What to expect

The Early Stages

We understand that it can be a very upsetting and stressful time when your loved one is first admitted to critical care. It is completely normal for you to feel a whole host of emotions.

On admission to the unit, our priority is to settle your loved one in as quickly and as safely as possible so you are then able to come in and be with them. When someone is critically unwell, this process can take longer because of multiple requirements needing to be met in order to support your loved one. This may include them being connected to an array of equipment in order to support them during their time in critical care.

The Unit Routine

The daily routine of a critical care unit is subject to change due to emergencies. The below gives you an idea of what your loved one’s day will entail:

Nursing handover

This happens once per shift and takes place at your loved ones bedside. A nursing handover occurs when one nurse hands over the responsibility of care for a patient to another nurse. It is an opportunity to explain the background of a patient's condition, what support they are receiving, what has happened during the day and the most up to date plan. It is also when the registered professionals will discuss any medications that your loved one is receiving or will be due during the next shift.

Consultant ward round

All patients are reviewed by the ICU or HDU consultant along with the critical care junior doctors. It is the opportunity for patients to be reviewed and treatment plans to be discussed and put in place. The microbiology consultant will also be contacted to provide advice regarding the interpretation of results from blood samples sent following a patient becoming septic and the appropriateness of further investigations and antibiotic treatment.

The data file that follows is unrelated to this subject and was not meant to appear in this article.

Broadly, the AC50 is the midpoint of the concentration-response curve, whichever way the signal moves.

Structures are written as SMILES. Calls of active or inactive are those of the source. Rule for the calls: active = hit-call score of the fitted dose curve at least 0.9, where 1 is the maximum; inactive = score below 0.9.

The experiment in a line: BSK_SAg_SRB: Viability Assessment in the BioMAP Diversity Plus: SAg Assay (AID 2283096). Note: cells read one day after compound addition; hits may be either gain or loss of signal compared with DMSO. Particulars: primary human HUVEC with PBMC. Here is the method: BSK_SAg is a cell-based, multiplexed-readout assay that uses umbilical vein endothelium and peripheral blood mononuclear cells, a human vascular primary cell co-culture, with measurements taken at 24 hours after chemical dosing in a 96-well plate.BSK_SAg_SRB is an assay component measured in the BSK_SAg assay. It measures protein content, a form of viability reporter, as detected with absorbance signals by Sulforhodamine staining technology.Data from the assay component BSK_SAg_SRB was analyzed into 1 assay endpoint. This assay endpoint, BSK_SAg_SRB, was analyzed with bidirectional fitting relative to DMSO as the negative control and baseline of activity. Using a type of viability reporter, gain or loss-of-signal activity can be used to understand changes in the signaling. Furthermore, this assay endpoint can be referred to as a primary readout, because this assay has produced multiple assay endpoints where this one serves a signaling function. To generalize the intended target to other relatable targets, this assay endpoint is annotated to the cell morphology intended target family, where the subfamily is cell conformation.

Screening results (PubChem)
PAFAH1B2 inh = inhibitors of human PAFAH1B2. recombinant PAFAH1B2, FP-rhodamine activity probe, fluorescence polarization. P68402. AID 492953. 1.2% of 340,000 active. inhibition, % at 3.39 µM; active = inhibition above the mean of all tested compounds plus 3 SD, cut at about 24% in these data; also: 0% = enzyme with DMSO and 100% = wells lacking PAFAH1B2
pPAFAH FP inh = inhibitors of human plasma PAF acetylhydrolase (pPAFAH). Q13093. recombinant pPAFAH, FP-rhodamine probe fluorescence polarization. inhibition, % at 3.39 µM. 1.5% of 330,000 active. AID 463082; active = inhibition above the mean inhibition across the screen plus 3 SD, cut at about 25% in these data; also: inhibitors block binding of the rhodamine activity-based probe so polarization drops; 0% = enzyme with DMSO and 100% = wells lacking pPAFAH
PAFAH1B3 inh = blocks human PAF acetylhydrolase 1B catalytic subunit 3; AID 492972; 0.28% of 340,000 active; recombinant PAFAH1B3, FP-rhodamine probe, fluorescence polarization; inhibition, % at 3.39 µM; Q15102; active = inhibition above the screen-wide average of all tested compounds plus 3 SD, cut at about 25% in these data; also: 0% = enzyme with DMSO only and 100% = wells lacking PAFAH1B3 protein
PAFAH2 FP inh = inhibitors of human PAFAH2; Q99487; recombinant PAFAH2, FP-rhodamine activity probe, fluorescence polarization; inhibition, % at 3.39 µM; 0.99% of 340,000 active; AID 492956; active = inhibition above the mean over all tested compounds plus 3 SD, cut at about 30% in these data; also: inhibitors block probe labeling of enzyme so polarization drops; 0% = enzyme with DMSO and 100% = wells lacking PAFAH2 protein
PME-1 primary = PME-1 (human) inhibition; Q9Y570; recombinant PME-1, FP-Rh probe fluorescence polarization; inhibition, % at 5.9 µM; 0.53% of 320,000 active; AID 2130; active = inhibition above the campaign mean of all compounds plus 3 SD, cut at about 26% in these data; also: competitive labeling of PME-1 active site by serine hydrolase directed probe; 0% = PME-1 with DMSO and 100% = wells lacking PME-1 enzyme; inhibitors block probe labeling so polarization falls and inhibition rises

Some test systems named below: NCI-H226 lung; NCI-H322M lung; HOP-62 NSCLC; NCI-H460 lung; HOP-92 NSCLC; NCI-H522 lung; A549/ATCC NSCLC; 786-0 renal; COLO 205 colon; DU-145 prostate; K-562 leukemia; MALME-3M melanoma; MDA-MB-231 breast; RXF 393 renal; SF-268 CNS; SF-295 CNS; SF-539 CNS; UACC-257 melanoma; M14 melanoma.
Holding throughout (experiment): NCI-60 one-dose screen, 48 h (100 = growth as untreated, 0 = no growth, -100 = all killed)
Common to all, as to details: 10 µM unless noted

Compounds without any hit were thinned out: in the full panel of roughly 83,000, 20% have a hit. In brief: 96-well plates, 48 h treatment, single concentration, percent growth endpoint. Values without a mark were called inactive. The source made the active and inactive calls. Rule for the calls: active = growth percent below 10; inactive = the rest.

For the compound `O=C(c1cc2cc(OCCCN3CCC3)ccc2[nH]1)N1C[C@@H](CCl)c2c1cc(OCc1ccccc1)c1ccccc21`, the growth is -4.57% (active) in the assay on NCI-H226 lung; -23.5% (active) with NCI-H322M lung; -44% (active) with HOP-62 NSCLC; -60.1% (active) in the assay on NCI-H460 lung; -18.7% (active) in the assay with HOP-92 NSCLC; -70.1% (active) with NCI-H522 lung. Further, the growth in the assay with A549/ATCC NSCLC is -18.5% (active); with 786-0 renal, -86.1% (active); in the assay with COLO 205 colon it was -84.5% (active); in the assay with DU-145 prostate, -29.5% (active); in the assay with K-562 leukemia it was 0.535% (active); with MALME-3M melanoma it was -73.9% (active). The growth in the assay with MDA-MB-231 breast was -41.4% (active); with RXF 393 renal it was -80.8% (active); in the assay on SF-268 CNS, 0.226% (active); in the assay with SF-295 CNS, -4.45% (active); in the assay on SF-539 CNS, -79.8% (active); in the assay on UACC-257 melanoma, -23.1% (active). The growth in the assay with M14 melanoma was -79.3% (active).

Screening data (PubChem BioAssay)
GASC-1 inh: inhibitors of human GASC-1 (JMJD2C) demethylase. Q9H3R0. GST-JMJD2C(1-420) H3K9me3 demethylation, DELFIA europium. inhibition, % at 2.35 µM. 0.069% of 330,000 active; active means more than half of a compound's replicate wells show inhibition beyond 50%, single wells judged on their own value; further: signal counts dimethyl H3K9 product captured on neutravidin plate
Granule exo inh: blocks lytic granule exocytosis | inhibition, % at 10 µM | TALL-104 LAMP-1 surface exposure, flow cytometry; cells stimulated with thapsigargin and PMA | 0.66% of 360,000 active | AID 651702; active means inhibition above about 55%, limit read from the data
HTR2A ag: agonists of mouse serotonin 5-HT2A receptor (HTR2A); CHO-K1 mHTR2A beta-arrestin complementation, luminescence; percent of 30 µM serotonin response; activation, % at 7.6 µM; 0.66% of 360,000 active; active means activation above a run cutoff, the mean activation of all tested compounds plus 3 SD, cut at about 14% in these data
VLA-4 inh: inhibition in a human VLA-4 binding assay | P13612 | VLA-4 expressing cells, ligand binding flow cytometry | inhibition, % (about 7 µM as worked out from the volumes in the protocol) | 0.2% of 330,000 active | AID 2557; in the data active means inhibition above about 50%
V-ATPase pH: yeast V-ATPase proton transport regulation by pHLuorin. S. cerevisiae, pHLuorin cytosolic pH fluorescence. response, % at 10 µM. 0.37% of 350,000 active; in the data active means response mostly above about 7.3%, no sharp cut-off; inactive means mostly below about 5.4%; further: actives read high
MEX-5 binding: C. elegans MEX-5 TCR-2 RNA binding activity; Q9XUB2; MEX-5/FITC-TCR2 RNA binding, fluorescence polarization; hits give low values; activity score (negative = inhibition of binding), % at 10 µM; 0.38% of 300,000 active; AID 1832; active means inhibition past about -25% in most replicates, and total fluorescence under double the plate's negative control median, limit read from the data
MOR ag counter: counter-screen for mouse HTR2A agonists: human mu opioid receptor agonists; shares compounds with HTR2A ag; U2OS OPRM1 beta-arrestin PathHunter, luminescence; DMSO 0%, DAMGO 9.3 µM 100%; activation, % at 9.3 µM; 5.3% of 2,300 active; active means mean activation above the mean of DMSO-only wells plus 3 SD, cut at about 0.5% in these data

The physiotherapists role within ICU can be separated into two important areas: respiratory and rehabilitation. Our physiotherapy team will aim to see your loved one on a daily basis, whether it be to help with their sputum load, which may or may not be affecting their oxygenation, or by promoting mobilisation while helping to maintain and improve muscle strength and improve joint movement.


Throughout the day and night, your loved one will receive multiple medications with the aim of improving their condition. These will range from sedatives, antibiotics, and medications to help with low or high blood pressure and many more. Your loved ones medication is reviewed on a daily basis on the ward round to ensure they are still required or need to be changed. Critical care has a designated pharmacist whose role it is to ensure the safe administration of medication for each patient. 

Nursing care

Your loved one will receive care on a 1:1 or 1:2 nurse to patient ratio as previously mentioned. The role of the bedside nurse includes monitoring your loved ones vital signs and adjusting care accordingly, changing their position to prevent pressure sores, administering medication and taking blood tests.


Nutrition during critical illness is vital in aiding your loved ones recovery. The dietitian will aim to see the patient multiple times a week to ensure their nutritional requirements are being met. If your loved one is unable to eat and drink, the dietitian will help ensure they are getting their requirements through a tube - either into the gut or straight into the blood supply.

This is just a small number of health care professionals who will play a part in your loved ones care. The safety of our patients is a priority. We always aim to provide the highest standard of care.